Café Gray

A world of elegance, gracious hospitality and superior food
— the world of Café Gray

After our dining experience at Café Gray, I'd say this description on their website is apt. V and I went to a fancy dinner here at the Time Warner Center to celebrate Valentine's Day. That saddest part of the experience is knowing now that the restaurant is closing.

Our meal was amazing, and the culinary highlight was the house specialty mushroom risotto. It was just so creamy and with a great mushroomy flavor. The second course that really amazed us was the short rib, which was served with grits and a mustard sauce.

Besides the food, the service was great, with a very formal dining style. The wine list was impressively pricey, I think we picked one of the cheapest bottles - at around $60! But it was a very good bottle of wine.

Finally, the other amazing thing about the restaurant was the view: windows looking out over Central Park and Columbus Circle. And before that is the kitchen - out in the open in the restaurant. So through the meal I was able to see the chefs preparing dishes, with a backdrop of the city at night. It was really a treat. At the end of our meal we also got a private tour of the chef's table, which is tucked in a corner of the kitchen. I think it too would be a bit pricey to reserve, but if I ever had a chance...

It was a great meal, and though the restaurant is closing, there are rumors that a new location will open soon near Times Square, which may be a good move, as I'd say Café Gray is a great pre-theatre choice.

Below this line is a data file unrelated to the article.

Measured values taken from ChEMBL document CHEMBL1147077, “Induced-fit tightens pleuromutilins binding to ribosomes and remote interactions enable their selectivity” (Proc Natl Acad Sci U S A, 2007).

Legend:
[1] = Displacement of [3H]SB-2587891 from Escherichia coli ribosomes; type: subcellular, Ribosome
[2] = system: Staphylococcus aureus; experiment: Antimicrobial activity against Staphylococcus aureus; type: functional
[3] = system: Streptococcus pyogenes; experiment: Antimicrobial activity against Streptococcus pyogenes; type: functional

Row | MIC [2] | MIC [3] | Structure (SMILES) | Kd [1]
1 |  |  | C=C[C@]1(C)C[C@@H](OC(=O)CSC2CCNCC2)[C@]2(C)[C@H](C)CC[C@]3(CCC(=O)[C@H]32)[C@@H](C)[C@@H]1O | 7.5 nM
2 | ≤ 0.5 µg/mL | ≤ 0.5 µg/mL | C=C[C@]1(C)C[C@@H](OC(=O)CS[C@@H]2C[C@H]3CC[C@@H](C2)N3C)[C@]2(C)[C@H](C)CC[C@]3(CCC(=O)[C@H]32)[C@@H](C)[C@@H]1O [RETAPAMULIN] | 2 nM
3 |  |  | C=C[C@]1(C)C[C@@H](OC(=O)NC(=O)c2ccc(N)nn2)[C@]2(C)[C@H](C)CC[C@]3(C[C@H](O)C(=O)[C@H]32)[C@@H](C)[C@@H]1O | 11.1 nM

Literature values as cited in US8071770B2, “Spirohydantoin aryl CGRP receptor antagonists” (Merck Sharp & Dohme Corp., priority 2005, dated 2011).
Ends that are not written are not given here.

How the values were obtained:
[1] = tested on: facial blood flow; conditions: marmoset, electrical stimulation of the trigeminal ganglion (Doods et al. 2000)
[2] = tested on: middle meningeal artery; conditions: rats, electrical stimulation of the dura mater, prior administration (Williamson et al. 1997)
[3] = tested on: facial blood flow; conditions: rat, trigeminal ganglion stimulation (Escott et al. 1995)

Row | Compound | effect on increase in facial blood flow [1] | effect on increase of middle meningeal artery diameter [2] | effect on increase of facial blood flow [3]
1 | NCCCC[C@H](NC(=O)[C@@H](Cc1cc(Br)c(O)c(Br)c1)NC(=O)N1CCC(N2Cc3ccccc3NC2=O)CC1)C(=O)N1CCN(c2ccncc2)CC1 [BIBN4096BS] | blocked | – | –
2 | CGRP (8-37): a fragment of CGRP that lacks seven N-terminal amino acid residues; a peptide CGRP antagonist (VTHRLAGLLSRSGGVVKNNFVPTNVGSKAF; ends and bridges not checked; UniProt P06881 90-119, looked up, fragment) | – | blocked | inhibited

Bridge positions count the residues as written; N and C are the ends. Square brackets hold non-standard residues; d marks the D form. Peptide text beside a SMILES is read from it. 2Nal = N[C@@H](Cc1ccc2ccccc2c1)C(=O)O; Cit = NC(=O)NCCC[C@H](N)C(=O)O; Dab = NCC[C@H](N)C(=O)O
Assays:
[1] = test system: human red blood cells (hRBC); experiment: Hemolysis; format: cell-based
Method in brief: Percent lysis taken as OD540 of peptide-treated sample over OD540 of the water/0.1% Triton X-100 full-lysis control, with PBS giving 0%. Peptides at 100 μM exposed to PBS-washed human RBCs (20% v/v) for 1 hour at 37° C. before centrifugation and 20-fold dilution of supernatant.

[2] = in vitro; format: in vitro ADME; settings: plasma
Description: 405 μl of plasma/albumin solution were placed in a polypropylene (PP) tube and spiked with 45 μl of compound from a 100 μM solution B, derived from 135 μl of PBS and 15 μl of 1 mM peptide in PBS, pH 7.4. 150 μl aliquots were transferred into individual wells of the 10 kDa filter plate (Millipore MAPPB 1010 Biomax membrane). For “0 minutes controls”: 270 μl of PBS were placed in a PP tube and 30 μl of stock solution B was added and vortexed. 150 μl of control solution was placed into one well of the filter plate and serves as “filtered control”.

PDT stands for Please Don't Tell. It is a speakeasy hidden away on St. Marks Place. You have to get in by going into a hidden phone booth with a secret door. Generally reservations are required, but if you get there early enough and you're a small party (e.g. 2) you can generally get a seat at the bar.

Really the place is all about the cocktails which run from $12 to $22 and are created by a mixologist. The food on the other hand is served on paper plates $6 for a hot dog and $3 for tater tots or waffle-cut fries. I guess you can see where their priorities are. The place is next door to Crif-Dogs, a hot-dogs-only restaurant (which contains the secret entrance) and which also provides the food, through a secret pass-through window at the back of the bar.

Sitting at the bar is the best place to be as far as I'm concerned because the process of making each cocktail is fairly elaborate. I've been to PDT two or three times and my favorite cocktail is the Bacon-Infused Old Fashioned. It has a great taste and is nice to sip.

The hot dogs aren't anything plain either - there is a specialty hot dog called the Chang Dog (named in honor of the chef David Chang - whose restaurants I have yet to go to, though they are about a block away). It is a deep-fried hot dog wrapped in bacon and smothered with Chang’s own Momofuku Ssäm Bar red kimchee purée. I was a little afraid of that though I hear it is amazing. I went for the everything bagel hot dog which has cream cheese and the everything bagel seasoning mix. Very good. And I'd say it went well with my twice-as-expensive cocktail.

The atmosphere is really cool, dark and manly, with wood paneling and mounted animals on the walls, and dark red leather booths. I think it only seats about 20 people and they don't allow anyone to stand around the bar. All together it comes together well. I feel a little embarrassed going into the phone booth, kind of like a tourist, even though I'm 'in on the secret' but I'll definitely bring people back to PDT, and keep it at the top of my list for special occasions.